There was near unanimity among analysts about what the Budget 2012-13 needed to address: lay down a credible road map for fiscal consolidation, ensure revival of the investment cycle that has virtually grounded to a halt, and spell out the key priority areas in terms of policy action and reform. Equally, the expectations were muted, given the magnitude of the challenge involved as well as the lack of political space to introduce reforms—highlighted by the extraordinary drama surrounding a modest hike in rail fare after several years. Of particular interest was also what the government’s approach to the populist entitlement programmes would be, given the series of electoral reversals in the recent past.
At the end, the budget was devoid of any big bang announcements and stuck to achieving fiscal consolidation realistically possible under the prevailing circumstances, though there are some doubts about the growth figures budgeted for. There are a number of directionally positive statements on the need to rein in subsidies and effect cash transfers in areas such as fuel and fertilizers, although the ability to stick to the subsidy cap of 2% of the gross domestic product (GDP) remains to be seen. The disinvestment target has been kept at a modest Rs 30,000 crore.
Lack of a definite time frame for the introduction of the relatively less controversial direct taxes code (DTC) is a disappointment, although the goods and services tax (GST) still requires consensus to be achieved with the states. There have been a number of small steps in the area of infrastructure, such as the extension of the viability gap funding mechanism to support public-private partnerships, doubling of the amount to be raised through tax-free bonds and wider use of external commercial borrowings (ECBs) in sectors such as roads, power and civil aviation. Measures like allowing qualified foreign investors in the corporate bond market and withdrawing the dividend distribution tax will also have a positive impact on some companies.
With the Union Budget out, RBI’s SubirGokarn talks about the fiscal consolidation measures taken by the finance minister and the inflationary impact of indirect taxes.
The budget has introduced a few steps with regard to indirect tax collections, including a calibrated increase in tax rates and expanding the tax base to boost collections. In line with our expectations, the peak rates of excise duty and service tax have been increased by 2 percentage points, to further roll back the stimulus measures that had been provided previously. Moreover, the introduction of a negative list for service tax, input tax credit for various services, and measures to enhance the alignment between excise and service taxes will aid the transition to GST. The changes regarding personal income tax were largely along expected lines, and will only provide a limited boost to consumption growth. The allocation for food subsidies will likely need to be enhanced after the introduction of the National Food Security Act. Whether the allocation for fuel subsidies is adequate will critically depend on the global prices of crude oil and the ability to increase fuel prices. The 22% increase in plan expenditure is welcome as is the provision of funds for recapitalization of banks.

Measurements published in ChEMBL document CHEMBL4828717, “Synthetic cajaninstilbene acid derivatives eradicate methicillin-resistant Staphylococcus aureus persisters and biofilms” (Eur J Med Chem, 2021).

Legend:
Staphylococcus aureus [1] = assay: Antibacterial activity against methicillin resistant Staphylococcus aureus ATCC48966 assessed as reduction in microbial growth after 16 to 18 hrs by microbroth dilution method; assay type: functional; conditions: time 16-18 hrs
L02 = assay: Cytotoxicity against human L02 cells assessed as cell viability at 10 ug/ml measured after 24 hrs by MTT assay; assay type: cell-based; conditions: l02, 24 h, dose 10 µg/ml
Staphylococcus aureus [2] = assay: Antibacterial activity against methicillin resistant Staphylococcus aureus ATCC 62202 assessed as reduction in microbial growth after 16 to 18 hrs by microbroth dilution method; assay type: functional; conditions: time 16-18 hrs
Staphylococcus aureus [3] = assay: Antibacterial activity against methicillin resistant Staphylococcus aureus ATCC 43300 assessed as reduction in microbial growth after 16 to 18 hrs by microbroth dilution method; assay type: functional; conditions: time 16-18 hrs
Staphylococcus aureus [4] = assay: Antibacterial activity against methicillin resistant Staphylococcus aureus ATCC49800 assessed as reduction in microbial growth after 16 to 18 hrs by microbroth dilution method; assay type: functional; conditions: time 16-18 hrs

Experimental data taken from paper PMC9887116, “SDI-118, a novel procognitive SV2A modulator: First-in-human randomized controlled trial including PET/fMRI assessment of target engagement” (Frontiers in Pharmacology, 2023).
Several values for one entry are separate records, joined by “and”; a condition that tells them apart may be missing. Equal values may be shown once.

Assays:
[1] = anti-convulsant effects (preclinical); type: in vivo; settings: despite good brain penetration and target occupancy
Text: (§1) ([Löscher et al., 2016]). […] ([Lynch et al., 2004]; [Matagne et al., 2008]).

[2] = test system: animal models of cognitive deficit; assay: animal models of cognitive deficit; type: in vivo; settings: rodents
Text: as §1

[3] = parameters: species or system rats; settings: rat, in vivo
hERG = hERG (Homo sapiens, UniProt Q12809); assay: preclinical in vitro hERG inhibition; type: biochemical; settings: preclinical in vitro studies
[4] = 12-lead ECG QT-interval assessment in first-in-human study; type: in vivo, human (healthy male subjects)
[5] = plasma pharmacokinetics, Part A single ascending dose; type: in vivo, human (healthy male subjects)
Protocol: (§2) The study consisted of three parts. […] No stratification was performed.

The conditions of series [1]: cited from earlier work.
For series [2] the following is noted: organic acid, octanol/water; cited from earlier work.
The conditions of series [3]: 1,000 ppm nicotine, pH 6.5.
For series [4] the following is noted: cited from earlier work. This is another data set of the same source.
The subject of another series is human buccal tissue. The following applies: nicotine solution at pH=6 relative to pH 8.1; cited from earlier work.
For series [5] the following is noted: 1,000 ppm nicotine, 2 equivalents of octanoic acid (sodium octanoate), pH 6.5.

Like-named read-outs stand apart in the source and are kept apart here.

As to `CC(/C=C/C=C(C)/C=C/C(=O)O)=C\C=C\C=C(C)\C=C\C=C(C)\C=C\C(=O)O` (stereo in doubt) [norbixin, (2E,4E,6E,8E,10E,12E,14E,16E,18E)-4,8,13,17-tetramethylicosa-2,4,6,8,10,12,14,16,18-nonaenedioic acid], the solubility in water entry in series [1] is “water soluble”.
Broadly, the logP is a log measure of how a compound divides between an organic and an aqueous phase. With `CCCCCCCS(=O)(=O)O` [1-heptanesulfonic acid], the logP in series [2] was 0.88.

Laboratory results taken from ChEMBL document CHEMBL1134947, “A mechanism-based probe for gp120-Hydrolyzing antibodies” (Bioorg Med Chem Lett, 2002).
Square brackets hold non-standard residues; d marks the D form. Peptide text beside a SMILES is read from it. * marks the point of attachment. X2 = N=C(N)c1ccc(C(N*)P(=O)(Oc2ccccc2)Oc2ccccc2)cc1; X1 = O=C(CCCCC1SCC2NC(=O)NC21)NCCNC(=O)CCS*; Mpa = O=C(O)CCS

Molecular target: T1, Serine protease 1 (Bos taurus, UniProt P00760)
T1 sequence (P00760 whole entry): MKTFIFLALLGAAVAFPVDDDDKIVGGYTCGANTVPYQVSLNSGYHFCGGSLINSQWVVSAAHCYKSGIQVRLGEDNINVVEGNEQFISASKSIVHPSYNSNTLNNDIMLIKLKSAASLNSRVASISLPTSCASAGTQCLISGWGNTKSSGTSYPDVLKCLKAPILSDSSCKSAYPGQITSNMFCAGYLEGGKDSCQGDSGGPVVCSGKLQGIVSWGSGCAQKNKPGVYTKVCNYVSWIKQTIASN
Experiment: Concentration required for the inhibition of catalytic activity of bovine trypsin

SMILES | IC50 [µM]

The budgeted fiscal deficit of 5.1% of GDP in 2012-13 is substantially higher than the rolling target of 4.1% of GDP set previously. However, the former represents a reasonably realistic assessment of the fiscal situation given the changing dynamics. Nevertheless, the main challenges to achieving even the targeted fiscal deficit remain economic growth falling short of the optimistic 7.6% forecast made by the government and the fuel and food subsidies exceeding the budgeted levels.
There are no major gains for the corporate sector and given the magnitude of the fiscal deficit, chances of a meaningful reduction of interest rates in the first half of fiscal 2013 appear uncertain. In fact, yields may harden following the announcement of a higher-than-expected net market borrowing of Rs 4.7 trillion. Some sectors will be adversely affected because of the increase in excise duty, although it was on expected lines. Minor relief has been provided to some stressed infrastructure sectors in terms of a reduction in withholding taxes. Also, reduction in import duty on steam coal will provide some benefit to the power sector. The rise in investment-linked deduction of capital expenditure to 150% for select sectors and in weighted deduction of 200% for research and development expenditure is also a marginal plus.
Overall, the key challenge will be the government’s ability to jump-start the investment cycle and revive investor confidence, and one would hope that steps designed to achieve those goals are being contemplated through administrative actions over the year.
Anjan Deb Ghosh is the head (corporate sector ratings), ICRA
Icra Ltd, leading Indian rating agency and an affiliate/associate of Moody’s Investor Services, partnered with Mint to analyse the impact of the budget on industry.
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